Start your own CRAG! Carbon Reduction Action Group

What is a CRAG

A CRAG (or Carbon Rationing Action Group) is a group of people who have decided to act together to reduce their individual and collective carbon footprints. They do this in annual cycle. First they set themselves an annual emissions target or “carbon ration”. Then they keep track of their emissions over the year by keeping a record of their household energy use and private car and plane travel.

 Finally, at the end of the year, they take responsibility for any “carbon debt” (i.e. emissions over and above their ration) that they have built up. All carbon debts are paid into the group’s “carbon fund” at an agreed rate per kilo of CO2 debt. The fund is then distributed as agreed by the members of the group.

How do we start a CRAG?

Here’s a guide to the practical issues involved in starting up a CRAG. First there’s a quick checklist to get you up and carbon rationing in super quick time, while the following sections go into the practicalities in somewhat more detail. For more in-depth information on how CRAGs operate, see CRAGs: a short guide.

  1. Summary: the Nine Steps
  2. Finding people for your CRAG
    1. Friends and Local Networks
    2. In your community
    3. Through the website
  3. Ideal group size
  4. The Really Important Meetings
    1. First meeting
    2. Second meeting
  5. Moving on …

Summary: the Nine Steps

  1. Download and read CRAGs: a short guide.
  2. Agree on what you want to count. To keep it simple you might want to just focus on heating, electricity, car and plane travel. Some groups are trying to count public transport as well.
  3. Agree on the conversion factors you are going to use. Probably worth checking out what other groups are using. You might decide to put a zero conversion factor on certain things e.g. Ecotricity or wood.
  4. Calculate or estimate your individual carbon footprints over the last year. Feel free to use our worksheets or spreadsheets.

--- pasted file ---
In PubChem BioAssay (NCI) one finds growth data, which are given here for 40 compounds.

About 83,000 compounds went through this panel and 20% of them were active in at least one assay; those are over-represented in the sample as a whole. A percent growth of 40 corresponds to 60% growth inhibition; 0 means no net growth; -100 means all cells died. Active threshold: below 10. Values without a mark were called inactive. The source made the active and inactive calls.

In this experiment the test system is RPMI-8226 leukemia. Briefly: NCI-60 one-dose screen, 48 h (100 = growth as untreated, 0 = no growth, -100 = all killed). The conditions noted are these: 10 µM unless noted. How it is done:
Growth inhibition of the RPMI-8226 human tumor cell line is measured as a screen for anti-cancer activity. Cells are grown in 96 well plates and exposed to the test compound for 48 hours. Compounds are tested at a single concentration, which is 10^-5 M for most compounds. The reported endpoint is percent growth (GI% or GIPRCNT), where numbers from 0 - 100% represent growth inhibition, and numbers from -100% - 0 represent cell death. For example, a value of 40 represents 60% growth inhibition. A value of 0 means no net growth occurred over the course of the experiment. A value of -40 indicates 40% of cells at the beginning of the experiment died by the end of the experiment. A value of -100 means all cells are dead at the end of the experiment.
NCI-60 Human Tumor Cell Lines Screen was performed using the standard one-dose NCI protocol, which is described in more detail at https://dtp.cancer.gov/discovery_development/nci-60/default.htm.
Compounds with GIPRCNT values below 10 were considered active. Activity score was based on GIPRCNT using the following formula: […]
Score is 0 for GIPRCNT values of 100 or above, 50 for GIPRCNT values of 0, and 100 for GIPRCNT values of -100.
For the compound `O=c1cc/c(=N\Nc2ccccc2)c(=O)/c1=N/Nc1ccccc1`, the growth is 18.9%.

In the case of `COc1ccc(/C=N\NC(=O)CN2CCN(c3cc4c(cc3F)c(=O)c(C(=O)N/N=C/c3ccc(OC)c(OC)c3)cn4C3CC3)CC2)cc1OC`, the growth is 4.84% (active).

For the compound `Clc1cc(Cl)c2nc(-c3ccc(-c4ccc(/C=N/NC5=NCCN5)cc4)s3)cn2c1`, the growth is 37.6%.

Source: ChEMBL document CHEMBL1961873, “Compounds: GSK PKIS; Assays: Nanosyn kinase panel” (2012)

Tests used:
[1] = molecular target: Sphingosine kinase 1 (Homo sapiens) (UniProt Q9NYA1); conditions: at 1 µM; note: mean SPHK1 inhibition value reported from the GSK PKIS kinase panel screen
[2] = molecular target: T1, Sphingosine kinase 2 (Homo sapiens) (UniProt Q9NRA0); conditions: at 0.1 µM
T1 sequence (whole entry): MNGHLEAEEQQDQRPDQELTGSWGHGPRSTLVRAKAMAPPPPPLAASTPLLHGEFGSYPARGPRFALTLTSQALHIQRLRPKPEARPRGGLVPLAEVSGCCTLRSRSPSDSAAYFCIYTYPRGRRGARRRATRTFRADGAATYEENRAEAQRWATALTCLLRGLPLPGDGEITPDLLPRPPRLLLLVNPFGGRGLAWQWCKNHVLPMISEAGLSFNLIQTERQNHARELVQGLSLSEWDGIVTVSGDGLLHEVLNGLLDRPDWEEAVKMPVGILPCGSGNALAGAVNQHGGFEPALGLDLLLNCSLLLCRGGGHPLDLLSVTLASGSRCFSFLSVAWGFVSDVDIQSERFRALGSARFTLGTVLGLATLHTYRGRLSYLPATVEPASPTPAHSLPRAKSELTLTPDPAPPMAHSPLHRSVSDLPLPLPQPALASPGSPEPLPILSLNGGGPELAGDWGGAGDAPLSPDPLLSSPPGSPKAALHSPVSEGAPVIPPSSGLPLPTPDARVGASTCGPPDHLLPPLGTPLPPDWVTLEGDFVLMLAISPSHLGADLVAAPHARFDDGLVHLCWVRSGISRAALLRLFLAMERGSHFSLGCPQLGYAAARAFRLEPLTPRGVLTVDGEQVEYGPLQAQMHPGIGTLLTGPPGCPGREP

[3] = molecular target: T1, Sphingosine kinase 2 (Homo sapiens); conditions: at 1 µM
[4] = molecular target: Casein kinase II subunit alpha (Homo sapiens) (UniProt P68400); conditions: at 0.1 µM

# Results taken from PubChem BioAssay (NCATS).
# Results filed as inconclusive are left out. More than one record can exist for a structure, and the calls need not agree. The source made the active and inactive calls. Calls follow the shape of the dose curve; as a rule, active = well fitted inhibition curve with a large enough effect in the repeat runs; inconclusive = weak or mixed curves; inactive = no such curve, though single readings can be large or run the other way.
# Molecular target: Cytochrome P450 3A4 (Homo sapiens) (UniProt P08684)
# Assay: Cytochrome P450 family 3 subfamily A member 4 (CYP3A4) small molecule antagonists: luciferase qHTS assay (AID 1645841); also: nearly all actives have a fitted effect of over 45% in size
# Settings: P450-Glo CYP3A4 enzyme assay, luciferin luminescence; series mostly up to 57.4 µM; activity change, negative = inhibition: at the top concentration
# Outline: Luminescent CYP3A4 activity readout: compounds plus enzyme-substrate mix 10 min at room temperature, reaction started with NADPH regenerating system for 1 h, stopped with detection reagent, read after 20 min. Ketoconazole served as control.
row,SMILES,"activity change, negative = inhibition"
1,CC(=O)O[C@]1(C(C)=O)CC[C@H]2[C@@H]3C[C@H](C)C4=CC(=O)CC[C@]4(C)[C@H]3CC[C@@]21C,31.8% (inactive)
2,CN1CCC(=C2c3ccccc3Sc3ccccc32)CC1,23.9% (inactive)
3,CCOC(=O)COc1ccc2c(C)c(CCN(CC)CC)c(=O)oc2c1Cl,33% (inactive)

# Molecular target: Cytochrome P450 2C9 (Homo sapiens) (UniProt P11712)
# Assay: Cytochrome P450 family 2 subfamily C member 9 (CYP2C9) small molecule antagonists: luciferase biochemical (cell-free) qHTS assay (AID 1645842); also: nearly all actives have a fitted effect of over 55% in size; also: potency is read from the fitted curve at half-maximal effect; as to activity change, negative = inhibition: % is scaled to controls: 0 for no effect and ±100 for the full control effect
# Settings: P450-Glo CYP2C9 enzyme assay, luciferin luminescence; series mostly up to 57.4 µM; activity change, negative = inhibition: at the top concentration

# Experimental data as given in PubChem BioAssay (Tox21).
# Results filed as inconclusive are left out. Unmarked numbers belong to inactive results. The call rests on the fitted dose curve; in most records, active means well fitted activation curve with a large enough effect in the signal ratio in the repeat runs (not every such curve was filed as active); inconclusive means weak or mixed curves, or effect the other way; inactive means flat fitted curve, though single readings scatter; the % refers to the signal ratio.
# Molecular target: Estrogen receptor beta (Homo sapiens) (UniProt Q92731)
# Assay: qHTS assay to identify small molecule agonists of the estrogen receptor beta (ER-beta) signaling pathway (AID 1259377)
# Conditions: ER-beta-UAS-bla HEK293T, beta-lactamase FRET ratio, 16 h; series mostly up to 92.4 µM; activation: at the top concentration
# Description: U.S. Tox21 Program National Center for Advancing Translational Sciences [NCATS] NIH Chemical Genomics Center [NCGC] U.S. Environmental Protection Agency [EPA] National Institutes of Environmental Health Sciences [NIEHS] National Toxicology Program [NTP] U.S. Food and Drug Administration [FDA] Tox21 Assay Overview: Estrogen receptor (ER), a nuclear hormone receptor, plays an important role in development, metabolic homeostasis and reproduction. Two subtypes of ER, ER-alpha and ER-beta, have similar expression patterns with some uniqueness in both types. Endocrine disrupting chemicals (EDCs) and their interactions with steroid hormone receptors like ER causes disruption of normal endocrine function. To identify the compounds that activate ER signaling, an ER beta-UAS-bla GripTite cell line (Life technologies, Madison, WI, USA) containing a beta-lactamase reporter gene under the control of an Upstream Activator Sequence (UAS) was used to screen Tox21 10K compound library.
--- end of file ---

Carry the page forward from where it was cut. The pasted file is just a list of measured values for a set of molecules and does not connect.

5. Agree on a target for this year. Most groups seem to be going for 4500 kgCO2 per person in 2006/7.
  6. Agree from when to when your carbon year will run e.g. January to December or April to March.
  7. Agree on the penalty for holding carbon debt at the end of the carbon year. Most groups are currently going for 4 or 5p per kgCO2 debt.
  8. Agree anything else you think is necessary at this stage e.g. an optional cap to carbon debt.
  9. Decide how you are going to keep track of your carbon over the year. Will you email a “carbon accountant” or will you do your sums each time you meet up and if so how often will you meet up?

If you have followed these 9 steps you are already carbon rationing! Good luck! The only other thing your group needs to decide is what to do with any carbon fund that appears at the end of the year.

Finding people for your CRAG

You can find potential CRAGgers amongst your own friends, in local groups and your local community, or through this website. The opportunities are boundless! It is tempting to look for a mix of high and low emitters but it does not really matter. It is much more important to find a group of people that get on and that you can build trust amongst the group.